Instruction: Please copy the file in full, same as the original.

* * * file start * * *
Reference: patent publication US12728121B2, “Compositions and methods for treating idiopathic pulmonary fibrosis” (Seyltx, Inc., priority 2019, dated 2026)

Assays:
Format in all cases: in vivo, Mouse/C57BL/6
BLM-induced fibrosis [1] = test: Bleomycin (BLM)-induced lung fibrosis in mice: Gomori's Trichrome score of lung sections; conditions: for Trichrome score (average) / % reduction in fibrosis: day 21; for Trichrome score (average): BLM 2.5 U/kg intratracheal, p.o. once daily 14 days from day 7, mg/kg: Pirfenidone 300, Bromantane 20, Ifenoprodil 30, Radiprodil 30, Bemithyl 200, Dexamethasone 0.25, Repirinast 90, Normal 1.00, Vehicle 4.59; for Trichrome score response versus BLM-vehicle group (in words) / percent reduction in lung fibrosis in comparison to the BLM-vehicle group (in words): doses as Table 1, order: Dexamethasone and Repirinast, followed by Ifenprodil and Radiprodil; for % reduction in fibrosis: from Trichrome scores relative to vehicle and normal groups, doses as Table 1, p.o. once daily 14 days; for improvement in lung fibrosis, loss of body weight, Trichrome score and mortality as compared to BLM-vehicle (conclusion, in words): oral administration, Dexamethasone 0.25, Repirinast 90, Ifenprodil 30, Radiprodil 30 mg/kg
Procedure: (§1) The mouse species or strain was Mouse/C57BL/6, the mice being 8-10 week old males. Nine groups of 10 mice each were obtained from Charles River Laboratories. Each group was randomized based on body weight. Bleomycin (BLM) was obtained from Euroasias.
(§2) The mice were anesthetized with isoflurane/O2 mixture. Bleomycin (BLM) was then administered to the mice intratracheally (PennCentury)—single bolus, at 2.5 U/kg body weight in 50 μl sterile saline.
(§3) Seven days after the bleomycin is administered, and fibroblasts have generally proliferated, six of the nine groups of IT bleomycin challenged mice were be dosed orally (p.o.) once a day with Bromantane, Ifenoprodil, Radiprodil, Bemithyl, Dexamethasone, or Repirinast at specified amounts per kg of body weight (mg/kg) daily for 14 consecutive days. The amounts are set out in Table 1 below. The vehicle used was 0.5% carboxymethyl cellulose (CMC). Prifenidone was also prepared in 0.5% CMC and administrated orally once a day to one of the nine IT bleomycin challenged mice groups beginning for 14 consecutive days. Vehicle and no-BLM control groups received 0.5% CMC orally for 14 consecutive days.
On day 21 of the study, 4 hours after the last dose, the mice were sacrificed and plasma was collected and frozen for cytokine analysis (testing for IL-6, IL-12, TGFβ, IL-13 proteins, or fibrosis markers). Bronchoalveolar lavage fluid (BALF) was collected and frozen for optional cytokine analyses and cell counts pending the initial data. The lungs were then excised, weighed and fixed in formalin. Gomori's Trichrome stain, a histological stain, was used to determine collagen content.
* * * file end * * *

Reference: patent publication US12728121B2, “Compositions and methods for treating idiopathic pulmonary fibrosis” (Seyltx, Inc., priority 2019, dated 2026)

Assays:
Format in all cases: in vivo, Mouse/C57BL/6
BLM-induced fibrosis [1] = test: Bleomycin (BLM)-induced lung fibrosis in mice: Gomori's Trichrome score of lung sections; conditions: for Trichrome score (average) / % reduction in fibrosis: day 21; for Trichrome score (average): BLM 2.5 U/kg intratracheal, p.o. once daily 14 days from day 7, mg/kg: Pirfenidone 300, Bromantane 20, Ifenoprodil 30, Radiprodil 30, Bemithyl 200, Dexamethasone 0.25, Repirinast 90, Normal 1.00, Vehicle 4.59; for Trichrome score response versus BLM-vehicle group (in words) / percent reduction in lung fibrosis in comparison to the BLM-vehicle group (in words): doses as Table 1, order: Dexamethasone and Repirinast, followed by Ifenprodil and Radiprodil; for % reduction in fibrosis: from Trichrome scores relative to vehicle and normal groups, doses as Table 1, p.o. once daily 14 days; for improvement in lung fibrosis, loss of body weight, Trichrome score and mortality as compared to BLM-vehicle (conclusion, in words): oral administration, Dexamethasone 0.25, Repirinast 90, Ifenprodil 30, Radiprodil 30 mg/kg
Procedure: (§1) The mouse species or strain was Mouse/C57BL/6, the mice being 8-10 week old males. Nine groups of 10 mice each were obtained from Charles River Laboratories. Each group was randomized based on body weight. Bleomycin (BLM) was obtained from Euroasias.
(§2) The mice were anesthetized with isoflurane/O2 mixture. Bleomycin (BLM) was then administered to the mice intratracheally (PennCentury)—single bolus, at 2.5 U/kg body weight in 50 μl sterile saline.
(§3) Seven days after the bleomycin is administered, and fibroblasts have generally proliferated, six of the nine groups of IT bleomycin challenged mice were be dosed orally (p.o.) once a day with Bromantane, Ifenoprodil, Radiprodil, Bemithyl, Dexamethasone, or Repirinast at specified amounts per kg of body weight (mg/kg) daily for 14 consecutive days. The amounts are set out in Table 1 below. The vehicle used was 0.5% carboxymethyl cellulose (CMC). Prifenidone was also prepared in 0.5% CMC and administrated orally once a day to one of the nine IT bleomycin challenged mice groups beginning for 14 consecutive days. Vehicle and no-BLM control groups received 0.5% CMC orally for 14 consecutive days.
On day 21 of the study, 4 hours after the last dose, the mice were sacrificed and plasma was collected and frozen for cytokine analysis (testing for IL-6, IL-12, TGFβ, IL-13 proteins, or fibrosis markers). Bronchoalveolar lavage fluid (BALF) was collected and frozen for optional cytokine analyses and cell counts pending the initial data. The lungs were then excised, weighed and fixed in formalin. Gomori's Trichrome stain, a histological stain, was used to determine collagen content.